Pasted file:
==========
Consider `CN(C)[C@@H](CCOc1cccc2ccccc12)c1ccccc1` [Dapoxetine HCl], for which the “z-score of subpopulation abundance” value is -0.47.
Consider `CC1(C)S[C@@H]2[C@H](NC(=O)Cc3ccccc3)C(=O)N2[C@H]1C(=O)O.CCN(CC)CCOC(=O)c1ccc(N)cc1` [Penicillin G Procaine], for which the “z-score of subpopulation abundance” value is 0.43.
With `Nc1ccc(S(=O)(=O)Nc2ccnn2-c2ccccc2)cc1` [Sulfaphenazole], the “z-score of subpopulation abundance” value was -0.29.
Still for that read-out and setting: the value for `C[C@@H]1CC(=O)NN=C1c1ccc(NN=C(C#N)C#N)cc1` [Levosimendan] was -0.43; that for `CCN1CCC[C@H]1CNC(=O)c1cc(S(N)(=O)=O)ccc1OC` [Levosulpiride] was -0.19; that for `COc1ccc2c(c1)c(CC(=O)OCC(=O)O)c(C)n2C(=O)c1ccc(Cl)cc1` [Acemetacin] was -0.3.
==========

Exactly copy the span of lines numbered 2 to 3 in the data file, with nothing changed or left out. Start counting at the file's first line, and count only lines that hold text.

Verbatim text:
Consider `CC1(C)S[C@@H]2[C@H](NC(=O)Cc3ccccc3)C(=O)N2[C@H]1C(=O)O.CCN(CC)CCOC(=O)c1ccc(N)cc1` [Penicillin G Procaine], for which the “z-score of subpopulation abundance” value is 0.43.
With `Nc1ccc(S(=O)(=O)Nc2ccnn2-c2ccccc2)cc1` [Sulfaphenazole], the “z-score of subpopulation abundance” value was -0.29.